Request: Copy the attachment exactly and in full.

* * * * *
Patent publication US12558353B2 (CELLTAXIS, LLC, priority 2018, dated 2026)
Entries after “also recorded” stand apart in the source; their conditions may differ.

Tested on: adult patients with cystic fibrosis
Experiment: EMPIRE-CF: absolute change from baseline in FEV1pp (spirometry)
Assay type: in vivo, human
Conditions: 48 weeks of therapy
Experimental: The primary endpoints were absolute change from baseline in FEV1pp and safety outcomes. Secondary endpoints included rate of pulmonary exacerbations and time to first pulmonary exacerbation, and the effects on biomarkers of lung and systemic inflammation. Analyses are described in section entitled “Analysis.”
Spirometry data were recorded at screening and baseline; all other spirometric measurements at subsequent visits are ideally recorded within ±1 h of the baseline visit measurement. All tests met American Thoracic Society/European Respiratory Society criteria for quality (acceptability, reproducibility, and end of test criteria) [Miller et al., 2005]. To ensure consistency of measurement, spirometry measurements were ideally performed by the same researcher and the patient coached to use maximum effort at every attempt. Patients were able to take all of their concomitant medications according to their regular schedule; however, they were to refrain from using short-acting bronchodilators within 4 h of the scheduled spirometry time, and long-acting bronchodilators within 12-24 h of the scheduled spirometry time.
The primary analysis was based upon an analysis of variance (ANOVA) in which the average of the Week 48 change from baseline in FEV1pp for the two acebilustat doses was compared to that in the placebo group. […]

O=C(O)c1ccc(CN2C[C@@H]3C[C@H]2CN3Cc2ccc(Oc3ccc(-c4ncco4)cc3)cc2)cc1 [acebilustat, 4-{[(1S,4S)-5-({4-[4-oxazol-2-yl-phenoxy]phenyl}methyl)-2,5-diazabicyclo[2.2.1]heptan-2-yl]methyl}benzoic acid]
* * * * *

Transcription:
Patent publication US12558353B2 (CELLTAXIS, LLC, priority 2018, dated 2026)
Entries after “also recorded” stand apart in the source; their conditions may differ.

Tested on: adult patients with cystic fibrosis
Experiment: EMPIRE-CF: absolute change from baseline in FEV1pp (spirometry)
Assay type: in vivo, human
Conditions: 48 weeks of therapy
Experimental: The primary endpoints were absolute change from baseline in FEV1pp and safety outcomes. Secondary endpoints included rate of pulmonary exacerbations and time to first pulmonary exacerbation, and the effects on biomarkers of lung and systemic inflammation. Analyses are described in section entitled “Analysis.”
Spirometry data were recorded at screening and baseline; all other spirometric measurements at subsequent visits are ideally recorded within ±1 h of the baseline visit measurement. All tests met American Thoracic Society/European Respiratory Society criteria for quality (acceptability, reproducibility, and end of test criteria) [Miller et al., 2005]. To ensure consistency of measurement, spirometry measurements were ideally performed by the same researcher and the patient coached to use maximum effort at every attempt. Patients were able to take all of their concomitant medications according to their regular schedule; however, they were to refrain from using short-acting bronchodilators within 4 h of the scheduled spirometry time, and long-acting bronchodilators within 12-24 h of the scheduled spirometry time.
The primary analysis was based upon an analysis of variance (ANOVA) in which the average of the Week 48 change from baseline in FEV1pp for the two acebilustat doses was compared to that in the placebo group. […]

O=C(O)c1ccc(CN2C[C@@H]3C[C@H]2CN3Cc2ccc(Oc3ccc(-c4ncco4)cc3)cc2)cc1 [acebilustat, 4-{[(1S,4S)-5-({4-[4-oxazol-2-yl-phenoxy]phenyl}methyl)-2,5-diazabicyclo[2.2.1]heptan-2-yl]methyl}benzoic acid]